By Dr. Vera Scheibner (PhD)
Measles vaccine introduction
Measles vaccination in the US and many other countries started in the early 1960s, at the time when measles was naturally abating and was heading for the 18 year low. That’s why the vaccine seemingly lowered the incidence; however, this was only coincidental with the natural dynamics of measles.
As one of many examples involving all infectious diseases of childhood against which vaccines have been developed, ever since any measles vaccines have been introduced and used in mass proportions, reports of outbreaks and epidemics of measles in even 100% vaccinated populations started filling pages in medical journals.
Reports of serious reactions including deaths also appeared with increasing frequency. They are the subject of a separate essay.
Atypical measles – a new phenomenon only in the vaccinated
It is less well known to the general public that vaccinated children started developing an especially vicious form of measles, due to the altered host immune response caused by the deleterious effect of the measles vaccines. It resisted all orthodox treatment and carried a high mortality rate.
It has become known as atypical measles. (AMS)
Rauh and Schmidt (1965) described nine cases of AMS which occurred in 1963 during a measles epidemic in Cincinnati. The authors followed 386 children who had received three doses of killed measles virus vaccine in 1961. Of these 386 children, 125 had been exposed to measles and 54 developed it [i.e. measles].
The new, atypical measles, occurring in the vaccinated was characterised by high fever, unusual rash and pneumonia, often with history of vaccination with killed measles vaccine.
Rauh and Schmidt (1965) concluded that, “It is obvious that three injections of killed vaccine had not protected a large percentage of children against measles when exposed within a period of two-and-a-half years after immunization”.
Fulginiti (1967) also described the occurrence of atypical measles in ten children who had received inactivated (killed) measles virus vaccine five to six years previously.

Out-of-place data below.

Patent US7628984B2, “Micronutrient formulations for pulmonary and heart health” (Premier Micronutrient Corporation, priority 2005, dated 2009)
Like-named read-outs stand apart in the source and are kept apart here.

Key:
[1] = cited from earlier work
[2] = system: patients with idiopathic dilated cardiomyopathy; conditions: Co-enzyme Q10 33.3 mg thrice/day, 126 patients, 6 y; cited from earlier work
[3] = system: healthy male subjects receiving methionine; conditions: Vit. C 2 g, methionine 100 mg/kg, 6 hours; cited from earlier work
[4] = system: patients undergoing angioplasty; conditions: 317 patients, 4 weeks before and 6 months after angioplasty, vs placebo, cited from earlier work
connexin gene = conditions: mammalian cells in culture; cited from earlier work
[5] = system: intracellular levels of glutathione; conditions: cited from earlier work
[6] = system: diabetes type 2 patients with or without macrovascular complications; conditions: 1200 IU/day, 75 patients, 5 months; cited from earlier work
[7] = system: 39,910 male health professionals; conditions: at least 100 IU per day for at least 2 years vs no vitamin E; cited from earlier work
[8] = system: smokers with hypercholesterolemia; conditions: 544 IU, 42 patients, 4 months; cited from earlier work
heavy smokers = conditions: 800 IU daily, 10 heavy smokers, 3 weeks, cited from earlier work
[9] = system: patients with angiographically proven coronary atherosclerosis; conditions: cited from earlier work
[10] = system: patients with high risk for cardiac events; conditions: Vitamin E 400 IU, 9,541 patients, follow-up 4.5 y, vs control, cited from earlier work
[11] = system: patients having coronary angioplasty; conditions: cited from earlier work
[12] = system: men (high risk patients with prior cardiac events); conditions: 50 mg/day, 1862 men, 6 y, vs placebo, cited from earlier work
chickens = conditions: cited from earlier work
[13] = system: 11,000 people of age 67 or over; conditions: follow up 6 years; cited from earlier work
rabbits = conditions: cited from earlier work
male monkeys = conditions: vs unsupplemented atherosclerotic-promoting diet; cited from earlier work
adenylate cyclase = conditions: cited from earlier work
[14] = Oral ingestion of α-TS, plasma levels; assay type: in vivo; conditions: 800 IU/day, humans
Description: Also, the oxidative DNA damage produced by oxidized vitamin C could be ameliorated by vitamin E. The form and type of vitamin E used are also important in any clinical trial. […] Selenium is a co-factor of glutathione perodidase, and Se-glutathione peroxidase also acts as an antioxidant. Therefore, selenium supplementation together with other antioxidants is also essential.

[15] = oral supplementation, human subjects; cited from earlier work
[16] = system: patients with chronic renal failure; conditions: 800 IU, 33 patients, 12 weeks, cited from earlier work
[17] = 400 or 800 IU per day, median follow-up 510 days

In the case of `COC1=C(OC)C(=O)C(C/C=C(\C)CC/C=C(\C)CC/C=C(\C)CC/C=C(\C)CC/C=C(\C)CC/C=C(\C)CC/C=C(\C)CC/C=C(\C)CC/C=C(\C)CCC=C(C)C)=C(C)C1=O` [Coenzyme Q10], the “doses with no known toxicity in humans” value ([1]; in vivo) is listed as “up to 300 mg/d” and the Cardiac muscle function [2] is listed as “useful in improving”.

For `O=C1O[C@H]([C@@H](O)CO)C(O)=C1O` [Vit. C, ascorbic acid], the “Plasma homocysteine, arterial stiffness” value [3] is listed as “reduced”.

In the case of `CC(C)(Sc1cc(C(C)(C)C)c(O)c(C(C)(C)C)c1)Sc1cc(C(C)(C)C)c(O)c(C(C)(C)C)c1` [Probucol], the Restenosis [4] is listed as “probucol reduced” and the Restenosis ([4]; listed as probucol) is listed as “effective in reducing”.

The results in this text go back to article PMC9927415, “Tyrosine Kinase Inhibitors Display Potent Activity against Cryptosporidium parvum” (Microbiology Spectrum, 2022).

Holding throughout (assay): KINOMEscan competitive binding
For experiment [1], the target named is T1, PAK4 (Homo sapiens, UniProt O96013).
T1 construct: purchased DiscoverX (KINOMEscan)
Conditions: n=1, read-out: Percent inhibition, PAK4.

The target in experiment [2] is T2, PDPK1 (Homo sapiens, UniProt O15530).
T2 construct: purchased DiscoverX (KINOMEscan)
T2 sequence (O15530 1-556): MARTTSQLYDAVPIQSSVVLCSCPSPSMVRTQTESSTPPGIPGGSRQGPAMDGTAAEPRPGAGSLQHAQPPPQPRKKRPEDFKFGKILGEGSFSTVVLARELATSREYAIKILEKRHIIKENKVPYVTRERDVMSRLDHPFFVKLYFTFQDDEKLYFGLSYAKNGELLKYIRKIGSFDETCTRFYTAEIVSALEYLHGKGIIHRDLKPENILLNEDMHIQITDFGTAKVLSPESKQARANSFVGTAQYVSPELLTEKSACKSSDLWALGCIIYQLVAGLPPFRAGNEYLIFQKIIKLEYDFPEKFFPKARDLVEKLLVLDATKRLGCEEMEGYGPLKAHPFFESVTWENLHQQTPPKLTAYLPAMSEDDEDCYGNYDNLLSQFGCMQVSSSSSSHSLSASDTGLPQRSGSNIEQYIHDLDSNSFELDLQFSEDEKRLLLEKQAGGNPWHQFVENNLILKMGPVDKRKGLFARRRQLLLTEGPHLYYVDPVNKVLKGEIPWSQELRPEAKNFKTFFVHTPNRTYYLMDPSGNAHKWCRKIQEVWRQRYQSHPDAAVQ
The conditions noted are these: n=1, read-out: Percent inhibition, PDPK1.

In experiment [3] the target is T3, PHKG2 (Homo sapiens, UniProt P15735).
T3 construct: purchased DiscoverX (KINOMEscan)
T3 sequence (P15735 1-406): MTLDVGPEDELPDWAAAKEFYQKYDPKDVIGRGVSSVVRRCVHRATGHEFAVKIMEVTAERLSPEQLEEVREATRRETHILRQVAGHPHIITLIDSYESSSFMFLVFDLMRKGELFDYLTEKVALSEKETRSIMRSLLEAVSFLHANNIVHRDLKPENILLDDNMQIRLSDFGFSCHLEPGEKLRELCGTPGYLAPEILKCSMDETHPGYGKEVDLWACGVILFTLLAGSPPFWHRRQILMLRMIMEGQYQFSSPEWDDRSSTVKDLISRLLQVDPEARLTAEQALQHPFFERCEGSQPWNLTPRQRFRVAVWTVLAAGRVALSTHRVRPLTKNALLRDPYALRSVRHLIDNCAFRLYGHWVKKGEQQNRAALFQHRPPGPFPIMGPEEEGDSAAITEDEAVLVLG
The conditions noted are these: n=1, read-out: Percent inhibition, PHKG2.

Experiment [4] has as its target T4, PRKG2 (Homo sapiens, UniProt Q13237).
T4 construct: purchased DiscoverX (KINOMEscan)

Nichols (1979) wrote that atypical measles is generally thought to be a hypersensitivity response to natural measles infection in individuals who have previously received killed measles vaccine, although several investigators have reported AMS-like illness in children who had been vaccinated only with live measles vaccine.
He wrote that during a measles epidemic in 1974-1975 in Northern California, a number of physicians reported laboratory-confirmed measles in patients who had signs and symptoms, compatible with AMS…”We developed case criteria on the basis of serology and rash distribution and morphology. In typical measles a maculopapular rash occurs first at the hairline, progresses caudally, is concentrated on the face and trunk, and is often accompanied by Koplik’s spots. In AMS the rash Is morphologically a mixture of maculopapular, petechial, vesicular, and urticarial components. It usually begins and is concentrated primarily on the extremities, progresses cephalad, and is not accompanied by Koplik’s spots. Cases were classified as AMS if patients had 1) a rash with the distribution and morphology characteristic of AMS, and 2) a fourfold or greater rise in titer of complement-fixing measles antibody or a convalescent titer of 256”.
Continuing measles outbreaks signal increasing incidence comparable with the prevaccine era.
In the meantime, outbreaks of measles in vaccinated children have continued and intensified to this day. Contemporary observations of the ineffectiveness of vaccination indicate to me that the incidence of measles has increased and has not continued decreasing as it did for some 100 years before any type of measles vaccination was introduced.